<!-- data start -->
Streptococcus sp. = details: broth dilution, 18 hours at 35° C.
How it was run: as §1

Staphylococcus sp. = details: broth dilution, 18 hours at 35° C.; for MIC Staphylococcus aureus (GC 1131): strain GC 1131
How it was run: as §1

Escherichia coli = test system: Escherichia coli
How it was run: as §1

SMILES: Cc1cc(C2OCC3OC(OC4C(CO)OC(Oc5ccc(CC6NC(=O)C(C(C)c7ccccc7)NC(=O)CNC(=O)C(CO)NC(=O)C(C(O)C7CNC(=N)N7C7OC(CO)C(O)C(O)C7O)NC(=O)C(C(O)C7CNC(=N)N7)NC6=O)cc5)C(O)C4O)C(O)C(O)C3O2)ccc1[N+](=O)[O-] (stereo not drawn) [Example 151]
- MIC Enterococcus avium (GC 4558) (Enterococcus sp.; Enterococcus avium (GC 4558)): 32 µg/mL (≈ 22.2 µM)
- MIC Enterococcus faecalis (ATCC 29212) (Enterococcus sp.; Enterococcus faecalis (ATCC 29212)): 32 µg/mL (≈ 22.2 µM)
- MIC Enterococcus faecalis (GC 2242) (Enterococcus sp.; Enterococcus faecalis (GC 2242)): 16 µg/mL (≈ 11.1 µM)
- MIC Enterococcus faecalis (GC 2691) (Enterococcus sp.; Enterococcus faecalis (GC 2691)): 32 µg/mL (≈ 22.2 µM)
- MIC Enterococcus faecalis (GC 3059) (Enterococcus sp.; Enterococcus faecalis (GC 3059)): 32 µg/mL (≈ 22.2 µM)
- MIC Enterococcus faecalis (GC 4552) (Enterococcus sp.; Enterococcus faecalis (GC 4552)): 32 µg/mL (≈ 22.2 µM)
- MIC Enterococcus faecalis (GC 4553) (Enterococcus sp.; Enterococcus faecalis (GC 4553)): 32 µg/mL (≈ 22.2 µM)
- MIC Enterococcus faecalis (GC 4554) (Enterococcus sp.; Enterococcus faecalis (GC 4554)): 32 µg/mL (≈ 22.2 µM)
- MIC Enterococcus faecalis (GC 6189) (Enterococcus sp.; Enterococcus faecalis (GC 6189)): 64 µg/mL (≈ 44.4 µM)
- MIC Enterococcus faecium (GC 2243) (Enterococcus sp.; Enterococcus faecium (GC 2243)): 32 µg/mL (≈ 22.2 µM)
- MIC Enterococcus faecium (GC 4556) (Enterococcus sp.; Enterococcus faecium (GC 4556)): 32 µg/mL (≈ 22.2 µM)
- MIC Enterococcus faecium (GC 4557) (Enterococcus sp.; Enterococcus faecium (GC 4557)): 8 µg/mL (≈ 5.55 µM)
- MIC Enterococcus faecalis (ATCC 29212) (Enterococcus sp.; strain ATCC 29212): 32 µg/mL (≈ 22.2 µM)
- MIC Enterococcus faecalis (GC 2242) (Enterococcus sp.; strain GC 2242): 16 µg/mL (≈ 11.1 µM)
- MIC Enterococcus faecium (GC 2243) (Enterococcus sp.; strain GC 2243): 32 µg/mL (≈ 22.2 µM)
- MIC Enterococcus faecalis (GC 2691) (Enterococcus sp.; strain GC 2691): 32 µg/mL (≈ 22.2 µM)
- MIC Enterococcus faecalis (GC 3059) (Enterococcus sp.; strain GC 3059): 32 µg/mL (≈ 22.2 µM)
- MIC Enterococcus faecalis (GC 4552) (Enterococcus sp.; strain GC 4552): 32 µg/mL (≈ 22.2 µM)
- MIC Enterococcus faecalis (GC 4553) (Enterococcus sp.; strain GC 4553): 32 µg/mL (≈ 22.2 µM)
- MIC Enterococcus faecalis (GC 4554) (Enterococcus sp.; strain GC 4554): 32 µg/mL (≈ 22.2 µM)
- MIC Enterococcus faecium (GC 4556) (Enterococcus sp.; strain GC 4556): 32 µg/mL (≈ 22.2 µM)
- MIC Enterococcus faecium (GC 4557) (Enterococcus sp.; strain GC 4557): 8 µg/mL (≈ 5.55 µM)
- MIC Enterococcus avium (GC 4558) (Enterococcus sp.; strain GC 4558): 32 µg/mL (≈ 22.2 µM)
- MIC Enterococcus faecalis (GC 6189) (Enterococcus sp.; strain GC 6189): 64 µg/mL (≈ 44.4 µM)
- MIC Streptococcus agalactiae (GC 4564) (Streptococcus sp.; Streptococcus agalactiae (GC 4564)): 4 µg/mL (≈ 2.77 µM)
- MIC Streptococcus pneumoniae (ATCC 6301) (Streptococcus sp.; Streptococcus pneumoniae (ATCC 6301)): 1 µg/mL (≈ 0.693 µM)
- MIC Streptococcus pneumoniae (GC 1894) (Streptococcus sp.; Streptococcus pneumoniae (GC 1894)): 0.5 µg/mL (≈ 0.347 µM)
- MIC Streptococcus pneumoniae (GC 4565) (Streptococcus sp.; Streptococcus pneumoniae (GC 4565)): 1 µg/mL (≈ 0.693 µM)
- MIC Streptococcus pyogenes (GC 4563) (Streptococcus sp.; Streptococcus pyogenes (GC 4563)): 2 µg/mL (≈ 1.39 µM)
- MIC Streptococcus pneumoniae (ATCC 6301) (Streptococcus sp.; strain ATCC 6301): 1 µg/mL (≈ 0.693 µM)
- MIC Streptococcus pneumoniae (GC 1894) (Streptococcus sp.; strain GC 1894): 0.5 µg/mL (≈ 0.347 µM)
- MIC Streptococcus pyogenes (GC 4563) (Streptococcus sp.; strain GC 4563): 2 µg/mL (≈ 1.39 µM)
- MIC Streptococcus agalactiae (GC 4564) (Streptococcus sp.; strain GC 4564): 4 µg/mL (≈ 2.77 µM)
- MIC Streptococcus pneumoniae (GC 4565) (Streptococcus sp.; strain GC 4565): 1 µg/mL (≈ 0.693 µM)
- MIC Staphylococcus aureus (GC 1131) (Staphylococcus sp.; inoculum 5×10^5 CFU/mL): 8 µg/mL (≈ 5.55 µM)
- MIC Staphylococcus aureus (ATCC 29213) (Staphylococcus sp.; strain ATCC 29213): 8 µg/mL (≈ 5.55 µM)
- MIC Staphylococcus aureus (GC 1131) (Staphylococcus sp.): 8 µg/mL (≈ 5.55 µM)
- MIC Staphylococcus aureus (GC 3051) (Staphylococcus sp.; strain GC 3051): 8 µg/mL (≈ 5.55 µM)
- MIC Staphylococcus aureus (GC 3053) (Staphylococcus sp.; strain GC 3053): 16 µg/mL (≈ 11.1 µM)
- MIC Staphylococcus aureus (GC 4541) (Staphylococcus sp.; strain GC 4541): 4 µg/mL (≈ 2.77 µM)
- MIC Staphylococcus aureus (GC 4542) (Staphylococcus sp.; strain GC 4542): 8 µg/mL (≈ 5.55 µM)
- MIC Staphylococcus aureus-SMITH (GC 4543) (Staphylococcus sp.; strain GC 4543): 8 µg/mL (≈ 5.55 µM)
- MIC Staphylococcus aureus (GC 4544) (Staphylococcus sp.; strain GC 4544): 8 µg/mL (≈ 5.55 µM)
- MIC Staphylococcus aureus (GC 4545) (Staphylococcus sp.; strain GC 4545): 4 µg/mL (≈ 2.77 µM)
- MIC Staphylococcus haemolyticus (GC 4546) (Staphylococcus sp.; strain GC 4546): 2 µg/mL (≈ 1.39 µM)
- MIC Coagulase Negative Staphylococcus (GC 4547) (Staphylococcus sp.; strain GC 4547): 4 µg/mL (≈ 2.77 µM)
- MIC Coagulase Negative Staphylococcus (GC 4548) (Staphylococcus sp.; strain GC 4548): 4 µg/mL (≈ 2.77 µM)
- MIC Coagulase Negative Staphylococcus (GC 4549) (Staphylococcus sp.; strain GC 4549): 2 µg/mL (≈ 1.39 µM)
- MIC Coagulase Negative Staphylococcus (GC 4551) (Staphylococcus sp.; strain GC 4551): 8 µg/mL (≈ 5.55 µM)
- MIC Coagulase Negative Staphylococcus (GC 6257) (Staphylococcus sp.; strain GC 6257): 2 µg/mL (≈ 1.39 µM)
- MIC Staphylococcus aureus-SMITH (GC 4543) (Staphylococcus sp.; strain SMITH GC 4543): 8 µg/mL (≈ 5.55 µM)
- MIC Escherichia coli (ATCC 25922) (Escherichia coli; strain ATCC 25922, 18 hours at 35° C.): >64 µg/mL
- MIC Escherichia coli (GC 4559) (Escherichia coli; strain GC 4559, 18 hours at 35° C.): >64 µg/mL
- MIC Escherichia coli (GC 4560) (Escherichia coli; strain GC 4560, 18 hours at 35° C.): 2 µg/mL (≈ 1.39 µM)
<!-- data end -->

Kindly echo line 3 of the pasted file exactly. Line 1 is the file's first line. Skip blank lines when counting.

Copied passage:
Staphylococcus sp. = details: broth dilution, 18 hours at 35° C.; for MIC Staphylococcus aureus (GC 1131): strain GC 1131